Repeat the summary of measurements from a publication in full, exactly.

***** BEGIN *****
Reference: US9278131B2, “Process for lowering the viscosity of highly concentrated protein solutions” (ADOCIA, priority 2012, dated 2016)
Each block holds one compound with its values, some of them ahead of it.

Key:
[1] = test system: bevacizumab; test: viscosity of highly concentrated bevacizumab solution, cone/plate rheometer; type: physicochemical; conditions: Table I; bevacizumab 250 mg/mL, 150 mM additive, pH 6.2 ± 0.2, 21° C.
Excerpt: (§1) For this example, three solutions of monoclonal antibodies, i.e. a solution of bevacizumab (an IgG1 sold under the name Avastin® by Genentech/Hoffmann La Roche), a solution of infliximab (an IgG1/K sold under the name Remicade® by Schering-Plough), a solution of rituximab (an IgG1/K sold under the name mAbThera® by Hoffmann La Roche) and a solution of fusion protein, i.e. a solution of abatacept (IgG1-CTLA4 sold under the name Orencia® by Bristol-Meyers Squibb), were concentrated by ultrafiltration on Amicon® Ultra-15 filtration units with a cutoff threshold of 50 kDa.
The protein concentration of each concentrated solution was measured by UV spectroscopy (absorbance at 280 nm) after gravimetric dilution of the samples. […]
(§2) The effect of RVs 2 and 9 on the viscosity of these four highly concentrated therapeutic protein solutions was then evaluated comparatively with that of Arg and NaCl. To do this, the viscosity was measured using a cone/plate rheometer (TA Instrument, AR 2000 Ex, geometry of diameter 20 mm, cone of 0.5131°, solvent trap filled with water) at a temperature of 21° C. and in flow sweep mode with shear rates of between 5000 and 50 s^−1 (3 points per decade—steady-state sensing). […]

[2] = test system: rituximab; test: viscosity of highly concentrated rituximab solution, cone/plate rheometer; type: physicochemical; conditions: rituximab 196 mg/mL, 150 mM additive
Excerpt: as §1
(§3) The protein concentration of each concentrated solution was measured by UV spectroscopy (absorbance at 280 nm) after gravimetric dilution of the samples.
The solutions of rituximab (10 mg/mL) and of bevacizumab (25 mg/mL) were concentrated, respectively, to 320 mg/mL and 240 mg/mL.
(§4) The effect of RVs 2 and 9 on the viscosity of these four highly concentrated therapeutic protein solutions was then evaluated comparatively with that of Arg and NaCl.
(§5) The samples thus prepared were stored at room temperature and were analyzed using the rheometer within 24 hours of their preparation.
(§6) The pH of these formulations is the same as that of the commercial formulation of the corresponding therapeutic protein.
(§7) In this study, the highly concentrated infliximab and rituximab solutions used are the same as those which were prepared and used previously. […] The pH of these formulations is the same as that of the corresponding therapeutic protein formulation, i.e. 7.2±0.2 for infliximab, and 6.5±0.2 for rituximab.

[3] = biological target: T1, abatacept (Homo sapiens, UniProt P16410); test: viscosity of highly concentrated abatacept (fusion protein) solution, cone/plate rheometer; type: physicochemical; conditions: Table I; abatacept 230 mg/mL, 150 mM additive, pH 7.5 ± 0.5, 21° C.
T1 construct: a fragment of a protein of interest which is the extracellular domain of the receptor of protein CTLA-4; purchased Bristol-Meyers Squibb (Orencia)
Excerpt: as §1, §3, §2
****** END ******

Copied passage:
Reference: US9278131B2, “Process for lowering the viscosity of highly concentrated protein solutions” (ADOCIA, priority 2012, dated 2016)
Each block holds one compound with its values, some of them ahead of it.

Key:
[1] = test system: bevacizumab; test: viscosity of highly concentrated bevacizumab solution, cone/plate rheometer; type: physicochemical; conditions: Table I; bevacizumab 250 mg/mL, 150 mM additive, pH 6.2 ± 0.2, 21° C.
Excerpt: (§1) For this example, three solutions of monoclonal antibodies, i.e. a solution of bevacizumab (an IgG1 sold under the name Avastin® by Genentech/Hoffmann La Roche), a solution of infliximab (an IgG1/K sold under the name Remicade® by Schering-Plough), a solution of rituximab (an IgG1/K sold under the name mAbThera® by Hoffmann La Roche) and a solution of fusion protein, i.e. a solution of abatacept (IgG1-CTLA4 sold under the name Orencia® by Bristol-Meyers Squibb), were concentrated by ultrafiltration on Amicon® Ultra-15 filtration units with a cutoff threshold of 50 kDa.
The protein concentration of each concentrated solution was measured by UV spectroscopy (absorbance at 280 nm) after gravimetric dilution of the samples. […]
(§2) The effect of RVs 2 and 9 on the viscosity of these four highly concentrated therapeutic protein solutions was then evaluated comparatively with that of Arg and NaCl. To do this, the viscosity was measured using a cone/plate rheometer (TA Instrument, AR 2000 Ex, geometry of diameter 20 mm, cone of 0.5131°, solvent trap filled with water) at a temperature of 21° C. and in flow sweep mode with shear rates of between 5000 and 50 s^−1 (3 points per decade—steady-state sensing). […]

[2] = test system: rituximab; test: viscosity of highly concentrated rituximab solution, cone/plate rheometer; type: physicochemical; conditions: rituximab 196 mg/mL, 150 mM additive
Excerpt: as §1
(§3) The protein concentration of each concentrated solution was measured by UV spectroscopy (absorbance at 280 nm) after gravimetric dilution of the samples.
The solutions of rituximab (10 mg/mL) and of bevacizumab (25 mg/mL) were concentrated, respectively, to 320 mg/mL and 240 mg/mL.
(§4) The effect of RVs 2 and 9 on the viscosity of these four highly concentrated therapeutic protein solutions was then evaluated comparatively with that of Arg and NaCl.
(§5) The samples thus prepared were stored at room temperature and were analyzed using the rheometer within 24 hours of their preparation.
(§6) The pH of these formulations is the same as that of the commercial formulation of the corresponding therapeutic protein.
(§7) In this study, the highly concentrated infliximab and rituximab solutions used are the same as those which were prepared and used previously. […] The pH of these formulations is the same as that of the corresponding therapeutic protein formulation, i.e. 7.2±0.2 for infliximab, and 6.5±0.2 for rituximab.

[3] = biological target: T1, abatacept (Homo sapiens, UniProt P16410); test: viscosity of highly concentrated abatacept (fusion protein) solution, cone/plate rheometer; type: physicochemical; conditions: Table I; abatacept 230 mg/mL, 150 mM additive, pH 7.5 ± 0.5, 21° C.
T1 construct: a fragment of a protein of interest which is the extracellular domain of the receptor of protein CTLA-4; purchased Bristol-Meyers Squibb (Orencia)
Excerpt: as §1, §3, §2